New info is still trickling out about the Durham University 'National Biblical Literacy Survey', first reported by the Independent over a week ago (ht Kouya). The full press release from Durham is here, BBC report here. Already picked up by several blogs.
- 'well known' stories like the Prodigal Son and Good Samaritan are only familiar to 40% of the population.
- Some people have zero knowledge of the Bible - e.g. 16% who couldn't name any of the 10 commandments
- Under-45's have much less knowledge of the Bible than over-45's.
- Many churchgoers are pretty shaky on stories you'd think were well known: over 70% didn't know anything about Daniel and the Lions den, for example.
- 31% of people said the Bible was significant in their lives today. There's no published data yet on how many of those regularly read it.
It's vital to take these kind of things into account, both with our churches, and with folk in general. How much of church outreach assumes some basic Bible knowledge? How much do we equip and encourage people to read the Bible for themselves? Do we lament this and try to lobby for 'protection of Britains Christian heritage', or put our energies into engaging with the new reality?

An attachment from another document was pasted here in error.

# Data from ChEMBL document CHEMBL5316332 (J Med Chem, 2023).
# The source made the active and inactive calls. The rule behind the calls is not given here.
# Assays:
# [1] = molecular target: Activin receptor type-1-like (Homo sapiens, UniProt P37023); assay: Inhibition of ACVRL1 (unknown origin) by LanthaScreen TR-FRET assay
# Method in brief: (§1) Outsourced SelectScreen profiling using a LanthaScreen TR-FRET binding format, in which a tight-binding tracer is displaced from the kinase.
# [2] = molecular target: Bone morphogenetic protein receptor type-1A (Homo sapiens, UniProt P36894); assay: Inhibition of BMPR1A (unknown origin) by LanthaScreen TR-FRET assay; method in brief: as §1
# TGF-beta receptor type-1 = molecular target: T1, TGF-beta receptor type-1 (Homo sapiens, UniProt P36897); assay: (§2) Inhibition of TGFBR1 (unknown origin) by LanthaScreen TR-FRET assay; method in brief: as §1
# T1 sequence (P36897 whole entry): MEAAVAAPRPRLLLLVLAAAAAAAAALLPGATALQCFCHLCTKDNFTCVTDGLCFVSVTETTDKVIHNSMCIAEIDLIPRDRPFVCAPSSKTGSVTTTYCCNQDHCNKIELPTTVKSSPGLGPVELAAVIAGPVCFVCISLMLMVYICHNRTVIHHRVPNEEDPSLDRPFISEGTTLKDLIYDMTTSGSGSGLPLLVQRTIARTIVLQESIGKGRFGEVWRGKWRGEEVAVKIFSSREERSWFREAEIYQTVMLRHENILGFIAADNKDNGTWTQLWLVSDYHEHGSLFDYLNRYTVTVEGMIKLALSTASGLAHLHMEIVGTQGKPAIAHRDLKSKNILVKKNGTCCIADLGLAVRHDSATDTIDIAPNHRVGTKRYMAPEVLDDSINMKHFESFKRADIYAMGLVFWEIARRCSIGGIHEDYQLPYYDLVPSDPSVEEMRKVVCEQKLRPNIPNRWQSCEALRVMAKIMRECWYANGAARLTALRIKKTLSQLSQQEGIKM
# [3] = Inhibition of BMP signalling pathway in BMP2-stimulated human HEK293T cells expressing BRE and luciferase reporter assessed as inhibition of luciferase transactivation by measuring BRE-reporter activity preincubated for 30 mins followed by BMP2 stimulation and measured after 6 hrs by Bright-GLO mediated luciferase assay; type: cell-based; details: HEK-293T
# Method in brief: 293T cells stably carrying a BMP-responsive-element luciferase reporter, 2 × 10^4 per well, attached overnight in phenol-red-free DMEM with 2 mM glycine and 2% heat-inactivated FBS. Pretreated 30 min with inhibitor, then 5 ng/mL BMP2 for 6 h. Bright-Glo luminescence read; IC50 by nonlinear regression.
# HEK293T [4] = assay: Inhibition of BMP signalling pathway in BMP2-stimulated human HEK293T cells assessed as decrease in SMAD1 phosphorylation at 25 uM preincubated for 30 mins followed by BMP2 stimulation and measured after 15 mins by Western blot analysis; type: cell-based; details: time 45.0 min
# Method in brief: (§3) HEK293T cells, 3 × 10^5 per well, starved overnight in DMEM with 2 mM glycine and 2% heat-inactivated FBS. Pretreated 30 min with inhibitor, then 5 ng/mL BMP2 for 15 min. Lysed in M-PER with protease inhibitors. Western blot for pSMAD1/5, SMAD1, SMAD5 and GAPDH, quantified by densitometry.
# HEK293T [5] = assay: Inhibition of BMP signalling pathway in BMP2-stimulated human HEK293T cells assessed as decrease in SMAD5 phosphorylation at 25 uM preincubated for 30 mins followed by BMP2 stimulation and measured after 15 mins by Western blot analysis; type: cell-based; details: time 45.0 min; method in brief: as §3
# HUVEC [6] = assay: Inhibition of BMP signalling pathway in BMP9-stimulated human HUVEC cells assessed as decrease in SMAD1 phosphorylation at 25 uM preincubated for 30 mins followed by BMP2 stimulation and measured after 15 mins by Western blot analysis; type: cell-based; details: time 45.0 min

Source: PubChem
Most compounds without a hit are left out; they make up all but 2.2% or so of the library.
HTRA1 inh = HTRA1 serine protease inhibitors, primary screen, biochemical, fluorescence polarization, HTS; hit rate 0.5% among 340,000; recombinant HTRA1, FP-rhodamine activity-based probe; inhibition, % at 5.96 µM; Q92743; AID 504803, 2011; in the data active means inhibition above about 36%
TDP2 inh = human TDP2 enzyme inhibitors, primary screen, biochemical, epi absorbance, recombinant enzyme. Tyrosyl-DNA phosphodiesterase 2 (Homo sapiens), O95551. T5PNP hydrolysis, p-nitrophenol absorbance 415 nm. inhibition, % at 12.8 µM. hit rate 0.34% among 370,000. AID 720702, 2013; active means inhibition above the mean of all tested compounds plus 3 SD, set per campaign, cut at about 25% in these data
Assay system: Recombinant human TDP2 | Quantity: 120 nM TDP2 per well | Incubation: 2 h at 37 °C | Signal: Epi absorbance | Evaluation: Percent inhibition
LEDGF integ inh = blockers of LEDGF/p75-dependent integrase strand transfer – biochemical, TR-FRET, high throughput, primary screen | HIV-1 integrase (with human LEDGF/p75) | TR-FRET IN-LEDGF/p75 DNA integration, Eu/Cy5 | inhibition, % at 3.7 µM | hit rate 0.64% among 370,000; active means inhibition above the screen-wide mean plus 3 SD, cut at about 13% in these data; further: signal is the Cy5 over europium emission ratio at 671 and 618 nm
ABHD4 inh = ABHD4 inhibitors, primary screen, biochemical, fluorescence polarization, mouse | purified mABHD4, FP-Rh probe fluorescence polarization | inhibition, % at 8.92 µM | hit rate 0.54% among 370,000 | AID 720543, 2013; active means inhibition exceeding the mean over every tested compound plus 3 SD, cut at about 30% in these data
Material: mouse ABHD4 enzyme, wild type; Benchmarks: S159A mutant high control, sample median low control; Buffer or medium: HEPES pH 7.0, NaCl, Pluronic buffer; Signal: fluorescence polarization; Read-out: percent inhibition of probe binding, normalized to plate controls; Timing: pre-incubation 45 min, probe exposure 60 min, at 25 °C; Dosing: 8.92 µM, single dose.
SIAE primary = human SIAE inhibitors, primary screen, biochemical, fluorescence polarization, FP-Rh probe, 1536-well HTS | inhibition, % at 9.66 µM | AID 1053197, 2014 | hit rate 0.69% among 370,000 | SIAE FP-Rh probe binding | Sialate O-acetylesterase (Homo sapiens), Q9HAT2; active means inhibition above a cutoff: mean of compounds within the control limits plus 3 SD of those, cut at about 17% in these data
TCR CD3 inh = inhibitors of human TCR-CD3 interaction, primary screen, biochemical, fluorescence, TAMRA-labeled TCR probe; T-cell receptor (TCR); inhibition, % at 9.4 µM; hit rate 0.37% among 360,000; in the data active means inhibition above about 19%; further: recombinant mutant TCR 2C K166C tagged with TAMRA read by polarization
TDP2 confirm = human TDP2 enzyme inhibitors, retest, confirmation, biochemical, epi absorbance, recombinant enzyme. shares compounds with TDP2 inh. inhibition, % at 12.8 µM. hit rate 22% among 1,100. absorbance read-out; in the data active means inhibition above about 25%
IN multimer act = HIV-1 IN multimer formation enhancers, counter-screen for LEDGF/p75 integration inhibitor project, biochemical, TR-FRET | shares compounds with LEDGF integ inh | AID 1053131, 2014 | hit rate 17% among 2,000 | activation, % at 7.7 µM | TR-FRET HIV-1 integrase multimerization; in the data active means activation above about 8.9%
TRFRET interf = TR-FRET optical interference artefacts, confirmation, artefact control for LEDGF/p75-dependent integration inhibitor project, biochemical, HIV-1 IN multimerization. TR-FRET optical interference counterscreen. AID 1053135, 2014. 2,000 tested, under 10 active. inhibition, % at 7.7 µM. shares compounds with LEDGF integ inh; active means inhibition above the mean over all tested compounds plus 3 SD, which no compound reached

Our confirmation course, for people who are looking to make an adult declaration of Christian faith, is an interesting case in point. Several of the folk on the course are reading a gospel all the way through for the first time as a result of being on the course. And they relate much better to things put into pictures than into words - this is people in their 60's and 70's as well as in their 20's and 30's.
The full findings are being presented this evening to a conference in Durham called 'Christianity in the Digital Space' which has its own blog, where audio, video and text bits of the conference are being posted. Mark Browns paper 'The Bible in Digital Space' delivered this morning, is available for download already. Fascinating stuff, looking at how the net is changing the way we read and take on information, and how we connect with people. Well worth a read.
There's also plenty of twittering also going on under the #digisymp hashtag. Paul Windo is blogging about the conference, and someone who can type very fast has posted these notes on a session about community and digital space, and you can see Mark Browns keynote address on Youtube. More papers are being added at the Digital Space website.